How to identify if Your Child is a Victim of Gang Stalking


Gang stalking is a form of bullying and harassment that many parents may not be familiar with. As the name suggests, it involves a group of individuals targeting a single victim. They not only stalk and harass their victim, but seek to intimidate them and make them feel emotional and mental distress at all times. Victims of gang stalking will increasingly feel a sense of fear, anxiety, and may at times even question their own sanity. Here are some ways that you can identify if your child is a victim of gang stalking:

Acting fearful

Your child always enjoyed going out and doing things with friends and family, but they suddenly don’t want to leave the home. They may act fearful when you offer them to go out somewhere, or they may even want to avoid social activities. Even worse, your child may want to stay home from school most days, and may start asking if it’s possible to skip school altogether. They don’t want to leave home alone. These would all be reasons to be concerned, and you’ll want to find out what’s keeping your child from wanting to get out and do the things that they typically enjoy.

gang stalking victim


Visible distress

Parents know their kids best, and will be able to detect even subtle changes in their mood and behavior. If you begin to see that your child is visibly distressed without an obvious reason, start asking them questions. Victims of gang stalking often live in fear and are stressed out, wondering when the next incident of harassment will occur. Your child should not be stressed for days on end. If they seem upset and even borderline paranoid, try to find out if they’re afraid of someone or something.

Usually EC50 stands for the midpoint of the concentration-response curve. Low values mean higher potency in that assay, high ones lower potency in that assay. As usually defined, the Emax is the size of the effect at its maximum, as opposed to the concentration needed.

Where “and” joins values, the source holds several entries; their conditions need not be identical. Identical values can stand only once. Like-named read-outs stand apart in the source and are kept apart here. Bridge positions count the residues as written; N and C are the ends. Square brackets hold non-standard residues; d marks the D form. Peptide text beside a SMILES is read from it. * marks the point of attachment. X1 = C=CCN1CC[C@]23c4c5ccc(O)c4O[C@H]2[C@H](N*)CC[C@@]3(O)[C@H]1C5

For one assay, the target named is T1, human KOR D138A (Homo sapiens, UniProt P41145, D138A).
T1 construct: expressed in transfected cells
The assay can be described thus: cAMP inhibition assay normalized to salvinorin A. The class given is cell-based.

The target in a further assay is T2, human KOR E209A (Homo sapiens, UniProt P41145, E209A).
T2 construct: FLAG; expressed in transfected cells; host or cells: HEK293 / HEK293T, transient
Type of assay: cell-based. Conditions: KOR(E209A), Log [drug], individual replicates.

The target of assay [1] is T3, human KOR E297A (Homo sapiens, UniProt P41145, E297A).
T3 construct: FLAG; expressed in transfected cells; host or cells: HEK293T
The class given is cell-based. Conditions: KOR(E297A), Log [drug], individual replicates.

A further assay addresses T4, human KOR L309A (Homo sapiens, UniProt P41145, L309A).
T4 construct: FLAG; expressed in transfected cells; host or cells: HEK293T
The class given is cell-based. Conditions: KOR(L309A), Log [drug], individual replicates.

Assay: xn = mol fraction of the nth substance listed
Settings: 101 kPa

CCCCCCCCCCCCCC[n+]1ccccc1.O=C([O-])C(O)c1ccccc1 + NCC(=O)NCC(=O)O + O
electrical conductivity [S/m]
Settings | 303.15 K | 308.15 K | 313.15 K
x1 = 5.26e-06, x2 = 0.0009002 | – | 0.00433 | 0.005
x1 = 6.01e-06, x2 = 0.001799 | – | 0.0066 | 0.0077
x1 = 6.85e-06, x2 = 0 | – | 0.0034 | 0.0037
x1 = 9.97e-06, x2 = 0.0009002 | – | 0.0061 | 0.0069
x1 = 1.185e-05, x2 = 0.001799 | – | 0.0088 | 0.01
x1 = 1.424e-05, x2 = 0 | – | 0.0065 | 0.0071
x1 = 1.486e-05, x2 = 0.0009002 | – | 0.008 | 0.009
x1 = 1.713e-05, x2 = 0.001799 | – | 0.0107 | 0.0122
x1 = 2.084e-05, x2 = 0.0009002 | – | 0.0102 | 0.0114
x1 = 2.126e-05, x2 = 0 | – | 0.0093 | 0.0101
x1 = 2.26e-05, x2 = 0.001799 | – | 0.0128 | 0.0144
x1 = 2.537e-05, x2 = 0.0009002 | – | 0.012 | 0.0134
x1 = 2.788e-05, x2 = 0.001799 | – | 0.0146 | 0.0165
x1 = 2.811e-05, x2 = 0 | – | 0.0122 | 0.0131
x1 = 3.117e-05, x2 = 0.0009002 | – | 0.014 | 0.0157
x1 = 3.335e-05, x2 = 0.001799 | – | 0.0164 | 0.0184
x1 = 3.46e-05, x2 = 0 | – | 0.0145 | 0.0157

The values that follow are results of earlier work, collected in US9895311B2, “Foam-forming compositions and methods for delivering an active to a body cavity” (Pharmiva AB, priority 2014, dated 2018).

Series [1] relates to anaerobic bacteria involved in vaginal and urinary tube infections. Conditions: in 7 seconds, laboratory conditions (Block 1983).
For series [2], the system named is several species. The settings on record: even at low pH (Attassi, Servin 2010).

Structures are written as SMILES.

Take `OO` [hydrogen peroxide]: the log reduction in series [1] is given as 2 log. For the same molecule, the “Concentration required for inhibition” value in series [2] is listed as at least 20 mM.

Avoiding their phone and the Internet

Your child’s phone rings and they jump, and simply ignore the call after looking at the screen. Your child typically enjoys playing a game on the computer, or browsing the Internet, but they have suddenly lost interest. When these types of things occur, you should be concerned. Avoiding their phone and the Internet could be signs that your child is being bullied, harassed, or stalked. This is why it’s a good idea to monitor their devices and see who is contacting them.

Try to get your child to talk

One of the features of gang stalking is that victims may feel paranoid, and may start to wonder if they’re the only ones who see what’s happening to them. If you suspect your child is being targeted, try to get them to open up and talk to you about what they’re experiencing. By understanding what they’re dealing with, you’ll be able to help them combat it. Let them know that you’re on their side and understand what they’re facing. You can then put a plan in place to document the incidents of harassment. Documenting what is happening is critical. Once you know what to look for, you can protect your child and turn to law enforcement for assistance.

Lauren May

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